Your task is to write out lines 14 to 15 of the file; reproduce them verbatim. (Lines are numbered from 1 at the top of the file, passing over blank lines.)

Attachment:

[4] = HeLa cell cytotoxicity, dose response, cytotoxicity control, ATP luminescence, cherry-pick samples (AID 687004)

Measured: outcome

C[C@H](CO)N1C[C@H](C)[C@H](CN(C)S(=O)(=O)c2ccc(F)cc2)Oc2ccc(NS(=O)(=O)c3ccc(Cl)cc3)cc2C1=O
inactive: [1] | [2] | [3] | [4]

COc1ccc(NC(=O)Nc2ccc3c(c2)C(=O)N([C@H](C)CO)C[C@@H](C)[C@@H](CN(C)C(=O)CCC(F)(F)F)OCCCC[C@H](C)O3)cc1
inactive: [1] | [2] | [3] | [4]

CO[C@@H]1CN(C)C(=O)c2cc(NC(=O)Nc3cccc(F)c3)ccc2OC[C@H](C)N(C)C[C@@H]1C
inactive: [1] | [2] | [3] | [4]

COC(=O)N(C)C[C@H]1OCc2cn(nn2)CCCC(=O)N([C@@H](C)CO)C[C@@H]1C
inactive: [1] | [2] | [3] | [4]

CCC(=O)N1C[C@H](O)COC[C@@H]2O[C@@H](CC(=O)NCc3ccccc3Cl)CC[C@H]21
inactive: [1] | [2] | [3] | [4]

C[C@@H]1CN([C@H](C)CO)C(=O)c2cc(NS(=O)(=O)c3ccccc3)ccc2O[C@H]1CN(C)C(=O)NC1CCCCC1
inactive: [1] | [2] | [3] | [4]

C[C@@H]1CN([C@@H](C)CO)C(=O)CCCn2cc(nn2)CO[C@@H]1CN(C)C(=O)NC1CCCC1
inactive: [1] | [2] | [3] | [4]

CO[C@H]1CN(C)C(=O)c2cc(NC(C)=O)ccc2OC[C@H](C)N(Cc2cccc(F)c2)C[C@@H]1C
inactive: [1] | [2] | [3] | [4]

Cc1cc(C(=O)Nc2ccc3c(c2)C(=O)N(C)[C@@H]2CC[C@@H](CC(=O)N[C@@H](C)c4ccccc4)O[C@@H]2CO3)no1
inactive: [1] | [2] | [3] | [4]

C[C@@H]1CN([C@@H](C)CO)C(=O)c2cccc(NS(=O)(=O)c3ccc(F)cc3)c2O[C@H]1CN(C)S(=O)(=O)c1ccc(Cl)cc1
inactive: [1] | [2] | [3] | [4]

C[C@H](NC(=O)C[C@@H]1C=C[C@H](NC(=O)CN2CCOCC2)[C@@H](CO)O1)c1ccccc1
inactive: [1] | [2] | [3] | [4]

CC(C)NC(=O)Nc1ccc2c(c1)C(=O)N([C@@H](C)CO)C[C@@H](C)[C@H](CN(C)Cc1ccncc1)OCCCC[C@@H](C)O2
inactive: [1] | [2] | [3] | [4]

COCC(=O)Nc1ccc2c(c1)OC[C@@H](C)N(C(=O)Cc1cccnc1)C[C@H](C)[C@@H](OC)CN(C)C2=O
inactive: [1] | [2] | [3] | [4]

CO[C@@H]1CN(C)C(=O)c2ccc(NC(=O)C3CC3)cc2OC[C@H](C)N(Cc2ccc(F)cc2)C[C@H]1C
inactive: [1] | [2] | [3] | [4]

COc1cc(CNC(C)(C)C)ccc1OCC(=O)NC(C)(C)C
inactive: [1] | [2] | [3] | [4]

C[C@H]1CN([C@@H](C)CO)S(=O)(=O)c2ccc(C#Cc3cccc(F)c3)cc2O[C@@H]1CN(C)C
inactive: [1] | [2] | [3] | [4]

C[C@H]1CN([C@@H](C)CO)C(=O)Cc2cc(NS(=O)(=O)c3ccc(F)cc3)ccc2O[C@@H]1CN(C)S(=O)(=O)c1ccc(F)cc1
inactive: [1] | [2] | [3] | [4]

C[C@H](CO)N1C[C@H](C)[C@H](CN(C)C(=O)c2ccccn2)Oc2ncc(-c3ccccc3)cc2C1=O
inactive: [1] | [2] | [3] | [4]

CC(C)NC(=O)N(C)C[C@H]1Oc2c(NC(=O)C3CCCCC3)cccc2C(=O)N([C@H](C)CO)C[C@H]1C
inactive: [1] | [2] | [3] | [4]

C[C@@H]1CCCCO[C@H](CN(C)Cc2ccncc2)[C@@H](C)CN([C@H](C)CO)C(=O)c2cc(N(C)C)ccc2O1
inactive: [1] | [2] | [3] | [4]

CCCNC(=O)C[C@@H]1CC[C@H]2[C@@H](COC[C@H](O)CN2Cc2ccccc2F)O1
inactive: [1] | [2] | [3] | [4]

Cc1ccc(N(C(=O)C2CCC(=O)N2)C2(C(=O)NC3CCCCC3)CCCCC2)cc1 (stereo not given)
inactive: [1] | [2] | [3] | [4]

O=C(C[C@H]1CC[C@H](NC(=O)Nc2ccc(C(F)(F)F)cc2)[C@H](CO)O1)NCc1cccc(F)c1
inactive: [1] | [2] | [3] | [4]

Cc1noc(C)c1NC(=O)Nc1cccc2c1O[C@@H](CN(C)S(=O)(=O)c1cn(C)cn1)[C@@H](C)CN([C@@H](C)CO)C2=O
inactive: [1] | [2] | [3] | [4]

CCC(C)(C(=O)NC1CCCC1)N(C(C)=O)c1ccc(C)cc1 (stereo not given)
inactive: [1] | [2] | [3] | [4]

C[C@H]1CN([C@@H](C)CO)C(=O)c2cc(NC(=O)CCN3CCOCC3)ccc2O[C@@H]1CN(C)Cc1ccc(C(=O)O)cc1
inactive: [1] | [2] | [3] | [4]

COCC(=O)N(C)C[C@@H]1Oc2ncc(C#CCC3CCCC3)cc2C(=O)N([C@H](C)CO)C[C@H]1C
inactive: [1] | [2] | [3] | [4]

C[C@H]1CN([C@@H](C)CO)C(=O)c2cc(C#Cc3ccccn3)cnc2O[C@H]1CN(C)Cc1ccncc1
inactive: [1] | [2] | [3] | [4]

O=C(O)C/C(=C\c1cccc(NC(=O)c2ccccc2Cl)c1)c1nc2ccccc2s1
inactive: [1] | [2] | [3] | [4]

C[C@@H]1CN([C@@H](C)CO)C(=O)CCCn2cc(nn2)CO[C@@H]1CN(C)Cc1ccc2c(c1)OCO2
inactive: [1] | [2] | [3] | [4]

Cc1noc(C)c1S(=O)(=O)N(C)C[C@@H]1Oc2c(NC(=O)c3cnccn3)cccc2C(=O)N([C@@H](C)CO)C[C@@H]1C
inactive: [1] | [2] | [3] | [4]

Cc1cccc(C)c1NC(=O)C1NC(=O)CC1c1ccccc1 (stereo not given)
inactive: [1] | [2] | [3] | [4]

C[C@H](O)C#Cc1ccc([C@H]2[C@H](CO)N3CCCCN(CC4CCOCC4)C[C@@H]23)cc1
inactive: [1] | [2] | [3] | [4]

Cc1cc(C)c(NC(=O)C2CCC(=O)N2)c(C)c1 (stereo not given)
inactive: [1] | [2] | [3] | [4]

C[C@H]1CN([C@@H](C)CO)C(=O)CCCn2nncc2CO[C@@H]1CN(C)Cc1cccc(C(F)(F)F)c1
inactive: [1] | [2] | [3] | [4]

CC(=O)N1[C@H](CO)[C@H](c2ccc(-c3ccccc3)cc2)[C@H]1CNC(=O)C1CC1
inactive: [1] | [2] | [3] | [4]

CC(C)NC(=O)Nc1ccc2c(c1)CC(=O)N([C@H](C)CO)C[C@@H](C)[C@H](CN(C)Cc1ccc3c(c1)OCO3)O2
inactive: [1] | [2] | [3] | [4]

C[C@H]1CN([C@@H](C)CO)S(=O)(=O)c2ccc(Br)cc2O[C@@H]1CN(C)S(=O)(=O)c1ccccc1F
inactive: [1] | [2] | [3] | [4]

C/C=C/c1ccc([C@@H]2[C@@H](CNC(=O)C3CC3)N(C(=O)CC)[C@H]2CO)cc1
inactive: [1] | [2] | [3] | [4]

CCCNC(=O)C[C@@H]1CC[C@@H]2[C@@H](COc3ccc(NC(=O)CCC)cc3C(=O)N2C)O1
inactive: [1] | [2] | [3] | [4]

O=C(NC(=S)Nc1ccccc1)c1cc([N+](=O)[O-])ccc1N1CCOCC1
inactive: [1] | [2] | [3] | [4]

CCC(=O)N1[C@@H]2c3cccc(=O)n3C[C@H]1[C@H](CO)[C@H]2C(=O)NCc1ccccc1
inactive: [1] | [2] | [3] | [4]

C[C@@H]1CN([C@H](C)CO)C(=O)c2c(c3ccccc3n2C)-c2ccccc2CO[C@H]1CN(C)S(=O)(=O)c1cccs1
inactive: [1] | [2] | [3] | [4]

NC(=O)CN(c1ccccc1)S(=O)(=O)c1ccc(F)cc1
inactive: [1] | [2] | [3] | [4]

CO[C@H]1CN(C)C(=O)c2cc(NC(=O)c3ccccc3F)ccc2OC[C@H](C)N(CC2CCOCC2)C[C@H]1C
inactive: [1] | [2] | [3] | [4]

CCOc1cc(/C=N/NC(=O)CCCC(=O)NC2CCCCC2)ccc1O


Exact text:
inactive: [1] | [2] | [3] | [4]

C[C@@H]1CN([C@@H](C)CO)C(=O)CCCn2cc(nn2)CO[C@@H]1CN(C)C(=O)NC1CCCC1